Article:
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EDITORIAL – Surely, we can sacrifice trick or treating this year

(Image: Mel Rothenburger)

An editorial by Mel Rothenburger.

GIVEN THAT HALLOWEEN has never been everyone’s favorite night of the year, it’s a little strange that so many people are determined to hang on to it despite COVID-19.

As Dr. Bonnie Henry was shutting down bars for a second time and possibly putting quite a few bar owners out of business due to fears of spreading the virus, she was also offering re-assurances that “absolutely” we can celebrate Halloween.

It will be a little different, that’s all, she said, suggesting that, for example, we could leave bowls of treats at the end of our driveways instead of handing them out at the door. She’ll need to think through the wisdom of having our costumed little ankle biters rummaging through treats that have already been touched by who knows how many celebrants before them.

Not to mention it’s questionable how well an honour system would work. The answer is, likely not well at all.

It’s swell that she appreciates the fun factor of Halloween and doesn’t want to disappoint the little gaffers who love filling pillow cases full of unhealthy junk food treats but, of all the things to keep during this pandemic, Halloween hardly seems more important than the risks of spreading the virus.

A lot of other jurisdictions have already come to that conclusion, and are, at the least, banning trick or treating. Toronto Mayor John Tory and Ontario Premier Doug Ford are among those fretting about it. Alberta health authorities are still pondering the risks.

At the best of times, Halloween is the target of efforts to do away with it for reasons of vandalism, religion or what have you. Those humbug types are perennially ignored.

But this year, as we’re caught up in a pandemic that gives every indication of a robust resurgence, surely we can give it a pass, stay home and watch Halloween movies on TV instead.

Mel Rothenburger is a former mayor of Kamloops and a retired newspaper editor. He is a regular contributor to CFJC Today, publishes the ArmchairMayor.ca opinion website, and is a director on the Thompson-Nicola Regional District board. He can be reached at mrothenburger@armchairmayor.ca.

About Mel Rothenburger (7715 Articles)
ArmchairMayor.ca is a forum about Kamloops and the world. It has more than one million views. Mel Rothenburger is the former Editor of The Daily News in Kamloops, B.C. (retiring in 2012), and past mayor of Kamloops (1999-2005). At ArmchairMayor.ca he is the publisher, editor, news editor, city editor, reporter, webmaster, and just about anything else you can think of. He is grateful for the contributions of several local columnists. This blog doesn't require a subscription but gratefully accepts donations to help defray costs.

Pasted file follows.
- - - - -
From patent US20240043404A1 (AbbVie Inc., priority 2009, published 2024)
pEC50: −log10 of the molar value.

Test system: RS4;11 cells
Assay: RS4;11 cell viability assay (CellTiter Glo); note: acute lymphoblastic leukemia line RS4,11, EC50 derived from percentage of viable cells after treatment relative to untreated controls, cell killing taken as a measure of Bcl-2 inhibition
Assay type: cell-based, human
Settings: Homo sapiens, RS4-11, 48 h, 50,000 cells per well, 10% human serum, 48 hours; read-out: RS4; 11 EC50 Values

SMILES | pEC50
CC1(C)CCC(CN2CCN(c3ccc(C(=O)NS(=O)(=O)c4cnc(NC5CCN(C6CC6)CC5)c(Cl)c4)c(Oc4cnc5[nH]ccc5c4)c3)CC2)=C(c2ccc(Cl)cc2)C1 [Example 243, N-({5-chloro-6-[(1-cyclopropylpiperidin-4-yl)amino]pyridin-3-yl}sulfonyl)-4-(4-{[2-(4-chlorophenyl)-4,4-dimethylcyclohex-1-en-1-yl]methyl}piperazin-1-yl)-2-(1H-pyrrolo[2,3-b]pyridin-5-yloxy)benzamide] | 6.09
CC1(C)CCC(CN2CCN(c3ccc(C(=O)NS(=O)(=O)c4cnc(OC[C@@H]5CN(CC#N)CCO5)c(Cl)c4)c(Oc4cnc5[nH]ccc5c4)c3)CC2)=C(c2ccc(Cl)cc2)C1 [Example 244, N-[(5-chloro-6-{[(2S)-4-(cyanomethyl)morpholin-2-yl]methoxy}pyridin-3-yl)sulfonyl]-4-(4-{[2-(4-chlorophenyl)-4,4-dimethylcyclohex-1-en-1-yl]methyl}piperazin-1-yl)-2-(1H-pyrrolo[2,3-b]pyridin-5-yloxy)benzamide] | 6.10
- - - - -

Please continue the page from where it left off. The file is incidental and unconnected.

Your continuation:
4 Comments on EDITORIAL – Surely, we can sacrifice trick or treating this year

  1. Beverley Campbell // September 15, 2020 at 1:30 PM // Reply

    It would be genuinely absurd to let children go trick or treating, if they must (and there are many who think this is a good thing to do yet yell bloody murder about their children being sent to school) make one central gowned up and fully masked person (or two) where those wishing to participate can leave their candy offerings, get a group of distanced people to bag them an assortment and on halloween let the dressed up kids in ONE AT A TIME, to pick up their bag. Adults outside to make sure there is no close lining up going on. enter by one door, leave by another, thanks and good-bye.
    I could organize it in Ashcroft, I’m very good at that.

  2. You are showing your age Mel. In this year of changes so much has been taken away from children and now you want to take away their second favourite time of year. Surely steps can be taken to mitigate the risks to bring a little joy into children’s lives. Ban Halloween!!?? Bah humbug!

    • Mel Rothenburger // September 15, 2020 at 9:37 AM // Reply

      I’m not an anti-Halloweener. I’m suggesting there are risks right now and we could suspend it for one year. Age? I haven’t forgotten the fun of Halloween when I was trick-or-treat age.

    • I don’t understand, how can you mitigate the risks for both the home owner and the children? For the children, there is no guarantee that the people handing out candy are wearing masks and are healthy and for the home owner, how can you be sure that you don’t open the door to kids harboring the virus and being kids, shouting “Trick or Treat”? Its a risk that I think should be an individual choice, but should you choose to not participate this year you should not be looked on as taking the joy away from anyone but rather as protecting both yourself and others.

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